Definition:Language of Predicate Logic
Definition
There are a lot of different formal systems expressing predicate logic.
Although they vary wildly in complexity and even disagree (to some extent) on what expressions are valid, generally all of these use a compatible formal language.
This page defines the formal language of choice on $\mathsf{Pr} \infty \mathsf{fWiki}$.
We will use $\LL_1$ to represent the formal language of predicate logic in what follows.
In order to define $\LL_1$, it is necessary to specify:
- An alphabet $\AA$
- A collation system with the unique readability property for $\AA$
- A formal grammar (which determines the WFFs of $\LL_1$)
Alphabet
Letters
The letters of $\LL_1$ are separated in three classes:
Each of these three classes is handled differently by the formal grammar of predicate logic.
Variables
The variables constitute an infinite set $\mathrm{VAR}$ of arbitrary symbols, for example:
- $\mathrm{VAR} = \set {x, y, z, x_0, y_0, z_0, x_1, y_1, z_1, \ldots}$
Predicate Symbols
The predicate symbols are a collection of arbitrary symbols.
Each of these symbols is considered to be endowed with an arity (a natural number $n \in \N$).
We agree to write $\PP$ for the set of predicate symbols, grouped by their arity:
- $\PP = \set {\PP_0, \PP_1, \PP_2, \ldots, \PP_k, \ldots}$
The symbols in $\PP_0$ are inherited from the language of propositional logic.
For example, if $P \in \PP_5$ then $P$ is a quinternary predicate symbol.
Function Symbols
The function symbols are a collection (possibly empty) of arbitrary symbols.
Each of these symbols is considered to be endowed with an arity (a natural number $n \in \N$).
We agree to write $\FF$ for the set of function symbols, grouped by their arity:
- $\FF = \set {\FF_0, \FF_1, \ldots, \FF_k, \ldots}$
The symbols in $\FF_0$ are often called parameters or constants.
Some sources write $\KK$ for the collection of parameters.
Signs
The signs of $\LL_1$ are an extension of the signs of propositional logic.
They split in three classes:
- connectives;
- quantifiers;
- punctuation.
Connectives
The connectives of $\LL_1$ comprise:
\(\ds \land \) | \(\ds : \) | the conjunction sign | |||||||
\(\ds \lor \) | \(\ds : \) | the disjunction sign | |||||||
\(\ds \implies \) | \(\ds : \) | the conditional sign | |||||||
\(\ds \iff \) | \(\ds : \) | the biconditional sign | |||||||
\(\ds \neg \) | \(\ds : \) | the negation sign | |||||||
\(\ds \top \) | \(\ds : \) | the top sign | |||||||
\(\ds \bot \) | \(\ds : \) | the bottom sign |
The symbols $\land, \lor, \implies$ and $\iff$ are called the binary connectives.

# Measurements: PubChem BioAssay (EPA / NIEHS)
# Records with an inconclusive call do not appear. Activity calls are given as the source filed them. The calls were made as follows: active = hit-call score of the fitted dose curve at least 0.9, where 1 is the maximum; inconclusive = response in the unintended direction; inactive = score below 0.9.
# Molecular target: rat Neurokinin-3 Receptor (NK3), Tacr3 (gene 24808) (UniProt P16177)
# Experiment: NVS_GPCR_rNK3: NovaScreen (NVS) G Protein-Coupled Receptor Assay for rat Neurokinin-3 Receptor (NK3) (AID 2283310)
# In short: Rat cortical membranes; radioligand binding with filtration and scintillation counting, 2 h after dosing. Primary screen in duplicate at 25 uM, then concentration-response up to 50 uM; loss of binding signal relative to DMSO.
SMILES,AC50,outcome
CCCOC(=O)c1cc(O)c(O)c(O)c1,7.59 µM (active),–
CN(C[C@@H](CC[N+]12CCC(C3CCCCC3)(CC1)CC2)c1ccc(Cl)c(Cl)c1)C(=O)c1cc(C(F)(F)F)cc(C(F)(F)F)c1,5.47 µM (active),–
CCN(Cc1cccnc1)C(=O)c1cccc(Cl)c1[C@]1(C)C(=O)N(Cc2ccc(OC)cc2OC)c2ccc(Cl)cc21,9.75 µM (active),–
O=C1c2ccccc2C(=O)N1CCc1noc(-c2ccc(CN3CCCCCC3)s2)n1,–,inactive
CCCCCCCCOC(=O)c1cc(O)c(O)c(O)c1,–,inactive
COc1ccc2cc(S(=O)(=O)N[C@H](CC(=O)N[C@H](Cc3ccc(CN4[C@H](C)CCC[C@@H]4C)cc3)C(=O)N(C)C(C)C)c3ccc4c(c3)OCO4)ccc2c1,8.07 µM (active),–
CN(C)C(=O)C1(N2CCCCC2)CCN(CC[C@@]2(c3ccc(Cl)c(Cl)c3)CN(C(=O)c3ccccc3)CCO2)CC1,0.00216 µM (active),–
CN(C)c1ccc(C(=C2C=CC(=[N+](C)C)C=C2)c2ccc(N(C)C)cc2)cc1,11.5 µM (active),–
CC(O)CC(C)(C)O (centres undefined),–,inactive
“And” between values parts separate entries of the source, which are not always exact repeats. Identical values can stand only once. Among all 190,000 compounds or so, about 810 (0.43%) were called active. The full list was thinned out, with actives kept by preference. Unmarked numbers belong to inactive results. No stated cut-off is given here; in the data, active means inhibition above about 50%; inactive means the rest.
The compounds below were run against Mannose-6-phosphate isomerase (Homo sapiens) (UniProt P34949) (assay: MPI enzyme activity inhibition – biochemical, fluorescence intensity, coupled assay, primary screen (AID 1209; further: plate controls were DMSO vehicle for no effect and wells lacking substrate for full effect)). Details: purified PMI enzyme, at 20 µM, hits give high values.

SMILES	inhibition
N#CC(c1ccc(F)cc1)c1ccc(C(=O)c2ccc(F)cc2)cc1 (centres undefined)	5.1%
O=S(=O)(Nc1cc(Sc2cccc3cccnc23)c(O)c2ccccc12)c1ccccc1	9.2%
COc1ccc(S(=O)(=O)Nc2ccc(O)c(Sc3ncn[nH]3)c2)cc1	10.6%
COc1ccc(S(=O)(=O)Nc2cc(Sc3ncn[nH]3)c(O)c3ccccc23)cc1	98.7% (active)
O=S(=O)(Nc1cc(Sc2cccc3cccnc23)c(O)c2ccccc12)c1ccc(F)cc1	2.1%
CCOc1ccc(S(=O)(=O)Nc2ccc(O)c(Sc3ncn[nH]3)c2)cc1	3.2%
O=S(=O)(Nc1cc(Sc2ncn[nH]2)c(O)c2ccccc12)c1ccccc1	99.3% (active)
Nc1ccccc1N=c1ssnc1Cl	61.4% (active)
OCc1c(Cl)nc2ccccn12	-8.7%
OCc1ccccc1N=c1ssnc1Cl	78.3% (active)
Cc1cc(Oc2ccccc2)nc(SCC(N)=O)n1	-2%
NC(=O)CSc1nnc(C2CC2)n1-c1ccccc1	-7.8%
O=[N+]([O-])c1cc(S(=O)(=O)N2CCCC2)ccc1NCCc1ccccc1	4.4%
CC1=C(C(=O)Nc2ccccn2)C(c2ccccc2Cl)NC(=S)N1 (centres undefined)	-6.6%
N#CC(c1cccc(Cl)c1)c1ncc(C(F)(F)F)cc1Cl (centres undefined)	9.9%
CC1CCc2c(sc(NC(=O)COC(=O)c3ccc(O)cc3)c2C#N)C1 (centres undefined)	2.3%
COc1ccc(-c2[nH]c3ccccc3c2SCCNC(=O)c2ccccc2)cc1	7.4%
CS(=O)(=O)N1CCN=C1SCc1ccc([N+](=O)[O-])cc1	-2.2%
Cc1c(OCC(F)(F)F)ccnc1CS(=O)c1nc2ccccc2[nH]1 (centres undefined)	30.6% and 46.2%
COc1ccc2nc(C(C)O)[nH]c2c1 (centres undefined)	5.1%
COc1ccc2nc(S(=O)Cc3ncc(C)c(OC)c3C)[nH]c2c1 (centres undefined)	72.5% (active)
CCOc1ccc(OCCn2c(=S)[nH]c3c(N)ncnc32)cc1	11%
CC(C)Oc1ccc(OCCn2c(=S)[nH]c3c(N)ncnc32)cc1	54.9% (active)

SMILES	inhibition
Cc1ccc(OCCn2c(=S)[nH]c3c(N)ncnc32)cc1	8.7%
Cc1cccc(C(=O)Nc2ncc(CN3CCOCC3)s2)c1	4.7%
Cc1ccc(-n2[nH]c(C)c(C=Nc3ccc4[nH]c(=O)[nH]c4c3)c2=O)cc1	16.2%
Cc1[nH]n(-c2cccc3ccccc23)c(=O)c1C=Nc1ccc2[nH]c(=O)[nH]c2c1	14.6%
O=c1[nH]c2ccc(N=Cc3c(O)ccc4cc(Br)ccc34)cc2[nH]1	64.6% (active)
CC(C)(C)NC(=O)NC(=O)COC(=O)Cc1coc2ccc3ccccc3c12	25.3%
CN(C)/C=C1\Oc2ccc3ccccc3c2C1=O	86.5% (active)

The symbols $\neg$ is called a unary connective.
The symbols $\top$ and $\bot$ are called the nullary connectives.
Quantifiers
The quantifiers of $\LL_1$ are:
\(\ds \exists \) | \(\ds : \) | the existential quantifier sign | |||||||
\(\ds \forall \) | \(\ds : \) | the universal quantifier sign |
Punctuation
The punctuation symbols used in $\LL_1$ are:
\(\ds ( \) | \(\ds : \) | the left parenthesis sign | |||||||
\(\ds ) \) | \(\ds : \) | the right parenthesis sign | |||||||
\(\ds : \) | \(\ds : \) | the colon | |||||||
\(\ds , \) | \(\ds : \) | the comma |
Collation System
The collation system for the language of predicate logic is that of words and concatenation.
The unique readability property is verified on Unique Readability for Language of Predicate Logic.
Formal Grammar
The following rules of formation constitute a bottom-up grammar for the language of predicate logic $\LL_1$.
The definition proceeds in two steps.
First, we will define terms, and then well-formed formulas.
Terms
The terms of $\LL_1$ are identified by the following bottom-up grammar:
\((\mathbf T \ \textrm {VAR})\) | $:$ | Any variable of $\LL_1$ is a term; | |||||||
\((\mathbf T \ \FF_n)\) | $:$ | Given an $n$-ary function symbol $f \in \FF_n$ and terms $\tau_1, \ldots, \tau_n$:
is also a term. |
Well-Formed Formulas
The WFFs of $\LL_1$ are defined by the following bottom-up grammar:
\((\mathbf W ~ \PP_n)\) | $:$ | If $t_1, \ldots, t_n$ are terms, and $p \in \PP_n$ is an $n$-ary predicate symbol, then $\map p {t_1, t_2, \ldots, t_n}$ is a WFF. | |||||||
\((\mathbf W ~ \neg)\) | $:$ | If $\mathbf A$ is a WFF, then $\neg \mathbf A$ is a WFF. | |||||||
\((\mathbf W ~ \lor, \land, \Rightarrow, \Leftrightarrow)\) | $:$ | If $\mathbf A, \mathbf B$ are WFFs and $\circ$ is one of $\lor, \land, \mathord \implies, \mathord \iff$, then $\paren {\mathbf A \circ \mathbf B}$ is a WFF | |||||||
\((\mathbf W ~ \forall, \exists)\) | $:$ | If $\mathbf A$ is a WFF and $x$ is a variable, then $\paren {\forall x: \mathbf A}$ and $\paren {\exists x: \mathbf A}$ are WFFs. |
Also defined as
Since most authors concern themselves only with one formal system for predicate logic, they tend to refer to the whole formal system as predicate logic or predicate calculus.
In correspondence, a particular author may decide to use only a subset of the signs.
Generally, the other signs then are considered definitional abbreviations.
Similarly, it is becoming increasingly common to make $=$ part of the signs.
At $\mathsf{Pr} \infty \mathsf{fWiki}$ we aim to incorporate all these different approaches, and thus we have come to separately define the formal language.
For the sakes of modularity and universality, we have settled for the formal language on this page as the language of choice on $\mathsf{Pr} \infty \mathsf{fWiki}$.
The page Definition:Translation Scheme for Predicate Logic documents how various other approaches from the literature can be translated into ours.
If so desired, a generic such formal system may be addressed as a predicate calculus, but this has to be used with reluctance and caution.
Also known as
Such a language of predicate logic is also known as a first order (formal) language.
Also see
- Results about the language of predicate logic can be found here.